When MINI released the Countryman in early 2010, some fans of the brand called foul. MINI producing a larger four-door seemed almost sacrilegious – it was the unthinkable – like Ferrari producing an all-wheel drive sports car (Achhem: the Ferrari FF). Apparently rules are meant to be broken. In the process of rule breaking, not only are sterotypes defeated, but sometimes great new products surface.

I was among the first to drive MINI’s spicy new version of the Countryman – in fact, it was still in prototype form with swirly stickers over parts of the body work, but the mechanical details were near sign-off. While we were already content with the dynamics of the Countryman S model, the JCW takes back-road blasts to a whole new level. We expect the Countryman JCW edition to go on sale in the North American market in the second half of this year.

Starting with the Countryman S as a baseline, the JCW version adds several technical modifications, starting with the suspension. The new JCW version sports a suspension lowered by 10 mm, with slightly stiffer spring rates and stiffer anti-roll bars, now measuring 22 mm and 17 mm front and rear. The standard wheel size will measure 17 inches, with larger wheels available as an option. The rear brakes have also grown by 16 mm to 296 mm (16″), which should reduce understeer while braking into a corner.

The suspension is burdened with a 1,460 kg (3,220 lb) curb weight, a far cry from the original MINI’s 616 kg (1,360 lb), however the Countryman JCW serves up curvy-road moves that would suggest it carries less weight than the scales confirm. The Countryman JCW may weigh twice as much as its ancestral forefather, but it’s also more than twice its size, and at least 10 times more practical.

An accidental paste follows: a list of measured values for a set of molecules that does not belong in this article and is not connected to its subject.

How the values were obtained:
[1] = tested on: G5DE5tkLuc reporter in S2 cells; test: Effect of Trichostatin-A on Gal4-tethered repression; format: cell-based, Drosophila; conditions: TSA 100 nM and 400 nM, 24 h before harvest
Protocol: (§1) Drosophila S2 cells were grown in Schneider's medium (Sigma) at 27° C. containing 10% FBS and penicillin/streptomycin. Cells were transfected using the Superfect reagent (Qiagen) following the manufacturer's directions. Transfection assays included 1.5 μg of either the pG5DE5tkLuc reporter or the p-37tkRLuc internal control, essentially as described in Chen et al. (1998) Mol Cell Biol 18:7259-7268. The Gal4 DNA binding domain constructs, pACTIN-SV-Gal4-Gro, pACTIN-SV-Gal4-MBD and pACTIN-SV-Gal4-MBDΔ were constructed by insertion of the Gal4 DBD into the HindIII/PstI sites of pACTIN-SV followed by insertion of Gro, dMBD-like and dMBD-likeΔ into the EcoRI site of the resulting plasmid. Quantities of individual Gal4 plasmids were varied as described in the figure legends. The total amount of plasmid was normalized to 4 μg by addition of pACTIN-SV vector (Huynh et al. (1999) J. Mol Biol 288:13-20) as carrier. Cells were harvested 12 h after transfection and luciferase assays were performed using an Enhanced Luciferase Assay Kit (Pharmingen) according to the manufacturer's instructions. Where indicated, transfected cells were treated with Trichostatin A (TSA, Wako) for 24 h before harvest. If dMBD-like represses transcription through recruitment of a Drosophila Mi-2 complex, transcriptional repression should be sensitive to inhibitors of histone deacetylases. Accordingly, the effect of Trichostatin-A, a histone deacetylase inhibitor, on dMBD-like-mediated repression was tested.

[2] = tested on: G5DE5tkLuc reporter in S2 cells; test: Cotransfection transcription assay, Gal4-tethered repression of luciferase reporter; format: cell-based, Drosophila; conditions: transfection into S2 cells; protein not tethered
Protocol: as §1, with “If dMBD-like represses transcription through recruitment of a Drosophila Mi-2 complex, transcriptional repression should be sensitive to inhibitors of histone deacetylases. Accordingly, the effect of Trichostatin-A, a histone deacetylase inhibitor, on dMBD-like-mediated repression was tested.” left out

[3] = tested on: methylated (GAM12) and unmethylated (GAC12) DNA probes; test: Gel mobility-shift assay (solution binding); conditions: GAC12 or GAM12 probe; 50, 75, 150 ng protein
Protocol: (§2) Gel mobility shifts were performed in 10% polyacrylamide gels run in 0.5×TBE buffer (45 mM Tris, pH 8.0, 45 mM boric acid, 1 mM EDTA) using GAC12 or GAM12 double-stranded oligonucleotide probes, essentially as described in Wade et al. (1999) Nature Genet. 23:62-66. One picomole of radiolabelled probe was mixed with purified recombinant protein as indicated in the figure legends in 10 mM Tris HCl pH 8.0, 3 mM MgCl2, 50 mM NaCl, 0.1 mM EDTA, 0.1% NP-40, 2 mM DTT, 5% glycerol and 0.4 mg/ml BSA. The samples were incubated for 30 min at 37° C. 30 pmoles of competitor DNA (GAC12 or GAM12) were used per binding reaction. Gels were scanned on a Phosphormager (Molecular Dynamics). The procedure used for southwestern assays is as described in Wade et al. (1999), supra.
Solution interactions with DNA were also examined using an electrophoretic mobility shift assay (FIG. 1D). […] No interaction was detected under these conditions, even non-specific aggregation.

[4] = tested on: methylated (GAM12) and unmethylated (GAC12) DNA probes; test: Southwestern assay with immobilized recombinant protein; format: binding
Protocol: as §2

The same 6 speed manual as found in the Countryman S model will be the stand-alone transmission featured in the JCW – the 6 speed manual being the weapon of choice for those who enjoy an engaging drive. The three pedal option was a joy to drive with precise engagement and short throws of the stick. Pedal placement was a bit tricky for heel-and-toe downshifting with the brake and gas pedals just a tick too far apart. A wider floor-hinged accelerator pedal would improve the situation, and considering the driving habits of JCW cliental, this detail is more significant than in cars with a less sporting pedigree. The clutch pedal was a touch light for a hardened sports car, but MINI was quick to emphasize that the Countryman JCW aims to please its owner as a well-rounded daily driver. Porsche 911 levels of clutch resistance would likely deter many potential buyers from signing on the dotted line, so a compromise was found somewhere down the middle.

On to the engine department, the brilliant 1.6 liter single twin-scroll turbo 4-cylinder found in the ‘S’ model has been massaged with Valvetronic variable valve lift found standard, along with direct injection. MINI has taken things a step further by remapping the ECU and tweaking the mechanicals to produce a substantial boost in power. The current 1.6 liter JCW engine as found in the Cooper JCW produces 208 hp, and the Countryman JCW’s output jumps to 211 hp. This is a staggering figure for a 1.6 liter, offering up a specific output of 132 hp / liter. Torque has remained the same from the previous engine’s 207 lb-ft, producing 221 lb-ft between 2,100 and 5,200 rpm with over-boost. The exhaust note is surprisingly audible and baritone for a small displacement turbo 4-cylinder. We loved the growl this car let loose as it reminded us that we were in a performance car without being too loud or obnoxious.